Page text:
Actually the 100-200
10 and 20 secs compared to 2 and 4 minutes is ridiculous
Comparing any athletic endeavor to swimming is a waste of time
Swimming is the only sport where the effort is palms out
Even diving is gymnastics over water
The greatest swimming sprinters only have to compare to the ones chasing them
Even they are generally less red muscle fiber than a man all out running for 10 seconds

You’re welcome

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Roxy
3 months ago

I think he has to train for the proper pace to out. It’s not a zero sum game. Go out relaxed and a second slower will probably allow him to go two seconds faster in the end. And add the endurance training he’s missing for the last 50 and he’ll be very successful. The 200 IM is not 4 50 sprints. But he can use his natural speed more effectively and it will also feel much better.

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Old fly
3 months ago
Reply to  Roxy

This is a common thought that was shown to not work for him. In Tokyo final, he already went a little slower in each of the first three strokes, and still went 30+ in the last 50. Energy is not simply reserved to be used later for him, as he hasn’t been trained to hold anything back.

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Ezra
3 months ago

Ok, Paco… Show us all your gold medals.

Maybe the reason that Phelps is untouched is BECAUSE he trained this way. You cannot possibly compare training for running to training for swimming, they aren’t even remotely the same.

Get back to me with your fantastic analysis of swim training when you know what sport you’re talking about.

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Jim Erlinger
3 months ago

Take a look at Phelps 100 times. Many more relay opportunities for Andrew if he can improve “longer” distances, particularly when not fully rested.

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H
3 months ago

It’s great that he recognizes the error in training. Too little too late though. If you don’t get the aerobic training in your teens, it is nearly impossible to make up for it now.

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Ian
3 months ago

Bolt himself, in his documentary, said that he trained LOTS of 300s that really hurt in order to be good at the 200. Have you watched it?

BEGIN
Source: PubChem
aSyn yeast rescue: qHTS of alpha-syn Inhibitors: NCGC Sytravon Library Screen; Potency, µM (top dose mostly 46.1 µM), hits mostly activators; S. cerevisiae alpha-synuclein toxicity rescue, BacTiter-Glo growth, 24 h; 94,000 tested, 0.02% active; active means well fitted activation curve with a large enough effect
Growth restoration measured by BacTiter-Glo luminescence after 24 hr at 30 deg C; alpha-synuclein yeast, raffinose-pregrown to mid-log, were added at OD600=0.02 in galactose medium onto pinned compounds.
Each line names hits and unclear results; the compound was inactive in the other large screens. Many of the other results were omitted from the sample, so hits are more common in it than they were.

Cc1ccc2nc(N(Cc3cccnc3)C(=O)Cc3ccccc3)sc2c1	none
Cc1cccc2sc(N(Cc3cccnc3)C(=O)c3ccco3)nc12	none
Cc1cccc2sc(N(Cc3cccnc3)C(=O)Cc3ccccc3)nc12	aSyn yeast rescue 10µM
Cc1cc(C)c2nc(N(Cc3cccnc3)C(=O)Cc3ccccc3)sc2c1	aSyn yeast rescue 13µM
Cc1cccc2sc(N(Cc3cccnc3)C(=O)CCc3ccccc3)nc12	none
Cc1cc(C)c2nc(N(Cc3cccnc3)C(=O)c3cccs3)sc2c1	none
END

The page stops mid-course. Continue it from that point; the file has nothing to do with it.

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Dr P.M.Reddy
3 months ago

Phillips training methods which Bob bowman used might have given positive results to Philips that doesn’t mean same training principles will suit other swimmers too.

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Bernie Fynn
3 months ago

There is no debate over transgender,they are MEN,it is ONLY IDENTIFYING ,NOT ACTUAL female, so must not be competing in female sport.
these MEN are cowards.

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Not a dumb dumb
3 months ago
Reply to  Bernie Fynn

wtf man read the article you are commenting on

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Cate
3 months ago
Reply to  Bernie Fynn

Ummm, what? Are you lost?

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Bob Steele
3 months ago

Great to hear Michael’s agreement with Phelps. USRPT is great for the 50 and drop dead 100’s. Three ways to swim a race; swing it and bring it (negative split), fry n die (race till dead) and S_ _ T n git (out FAST and tough as nails RACER at the end). USRPT is fry n die training.
Best women’s 400 IM (4:02) Dagny Knudson did a 4,500 AM practice before school finishing with controlled 75 IM strokes,rest 10 seconds, swim 25 free under 13 seconds. She ate opponents up the last 100 to win in USAS American record. Michael might try that set or 10 x100 IM @ 3 holding 1/2 goal time?